Winter

The latest winter forecast from NOAA says it will likely be cooler and wetter in the Pacific Northwest.

Grab your umbrella and warm coat, it likely will be cooler and wetter than normal this winter in the Pacific Northwest, according to the latest winter weather forecast from the National Oceanic Atmospheric Administration (NOAA).

The NOAA forecast favors warmer, drier conditions across the southern tier of the U.S. and cooler, wetter conditions in the North, due in part to an ongoing La Niña.

Rain and Snow Map

National Weather meteorologist Clinton Rockey in Portland said the La Niña effect shifts the storm track from the southern hemisphere around Africa to the Pacific Northwest.

"Storms are more juicer and the jet stream is over us more often with a more persistent storm track," he said. "That means we would see more snowpack in the mountains."

Rockey said La Niña can also produce three elements that could bring snow to lower elevations, including St. Helens and areas in Columbia County.

"Cold off shore flows, an air mass in place and moisture from the pacific, all three rarely come together often and that is what makes the snow chance here," he said.

Under the La Niña, Rockey said winter temperatures will range from the mid 40s to low 50s day side and from the 20s to 30s overnight.

Temperature Map

NOAA's forecast says below-normal temperatures are favored in southern Alaska and from the northern Pacific Northwest into the Northern Plains, with equal chances for below, near, or above-average temperatures in the remaining regions.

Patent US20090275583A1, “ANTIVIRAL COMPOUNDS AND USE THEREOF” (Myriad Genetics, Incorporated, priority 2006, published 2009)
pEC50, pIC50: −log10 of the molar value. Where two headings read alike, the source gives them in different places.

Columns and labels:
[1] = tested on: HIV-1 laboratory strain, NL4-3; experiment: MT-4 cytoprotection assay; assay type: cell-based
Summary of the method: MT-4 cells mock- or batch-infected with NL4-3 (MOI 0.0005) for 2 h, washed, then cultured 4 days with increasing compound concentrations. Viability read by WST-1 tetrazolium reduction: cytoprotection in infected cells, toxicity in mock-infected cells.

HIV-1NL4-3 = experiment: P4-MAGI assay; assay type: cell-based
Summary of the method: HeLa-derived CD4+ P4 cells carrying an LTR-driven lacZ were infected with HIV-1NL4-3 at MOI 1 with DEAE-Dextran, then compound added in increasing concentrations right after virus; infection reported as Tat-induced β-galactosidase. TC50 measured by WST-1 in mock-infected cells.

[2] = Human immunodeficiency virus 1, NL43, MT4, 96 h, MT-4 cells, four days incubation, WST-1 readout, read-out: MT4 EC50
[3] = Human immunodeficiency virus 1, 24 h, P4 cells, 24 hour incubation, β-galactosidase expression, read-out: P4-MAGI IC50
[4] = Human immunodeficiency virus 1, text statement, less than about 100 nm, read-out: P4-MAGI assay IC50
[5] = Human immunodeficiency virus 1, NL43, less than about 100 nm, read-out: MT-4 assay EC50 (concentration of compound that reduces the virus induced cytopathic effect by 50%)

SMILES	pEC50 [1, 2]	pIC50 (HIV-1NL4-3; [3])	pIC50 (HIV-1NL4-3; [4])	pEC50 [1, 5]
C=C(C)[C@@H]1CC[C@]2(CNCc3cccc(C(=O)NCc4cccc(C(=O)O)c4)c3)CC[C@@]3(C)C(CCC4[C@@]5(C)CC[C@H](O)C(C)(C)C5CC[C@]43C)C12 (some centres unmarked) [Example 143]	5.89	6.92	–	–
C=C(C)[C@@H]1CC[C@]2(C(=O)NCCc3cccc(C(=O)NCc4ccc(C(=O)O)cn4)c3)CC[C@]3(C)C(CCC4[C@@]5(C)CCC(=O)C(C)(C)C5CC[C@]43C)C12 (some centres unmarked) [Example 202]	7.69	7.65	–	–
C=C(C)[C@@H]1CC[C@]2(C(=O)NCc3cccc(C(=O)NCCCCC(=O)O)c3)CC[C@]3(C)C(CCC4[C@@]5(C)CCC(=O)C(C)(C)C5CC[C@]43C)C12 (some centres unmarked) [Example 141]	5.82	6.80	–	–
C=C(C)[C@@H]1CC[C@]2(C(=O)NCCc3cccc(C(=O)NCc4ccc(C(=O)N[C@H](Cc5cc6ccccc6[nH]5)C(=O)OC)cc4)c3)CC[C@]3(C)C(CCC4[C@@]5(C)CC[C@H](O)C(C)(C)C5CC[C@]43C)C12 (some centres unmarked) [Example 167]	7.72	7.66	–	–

More modest probabilities for warmer temperatures are forecast in the southern parts of the west coast, and from the Mid-Atlantic into the Northeast. Above-average temperatures are also favored for Hawaii and western and northern Alaska.

Drought forecast

Drought Map

NOAA’s Climate Prediction Center forecasters— a division of the National Weather Service — are also closely monitoring persistent drought during the winter months ahead, with more than 45% of the continental U.S. now experiencing drought.

"NOAA's timely and accurate seasonal outlooks and short-term forecasts are the result of improved satellite observations, more detailed computer forecast modeling, and expanding supercomputing capacity," acting NOAA Administrator Neil Jacobs states in a release posted on the NOAA website.

Currently, large areas of drought extend over the western half of the U.S., with parts of the Northeast also experiencing drought and near-record low stream flows. With a La Niña climate pattern in place, southern parts of the U.S. may experience expanded and intensifying drought during the winter months ahead, according to NOAA.

“With La Niña well established and expected to persist through the upcoming 2020 winter season, we anticipate the typical, cooler, wetter North, and warmer, drier South, as the most likely outcome of winter weather that the U.S. will experience this year,” NOAA’s Climate Prediction Center Deputy Director Mike Halpert said.

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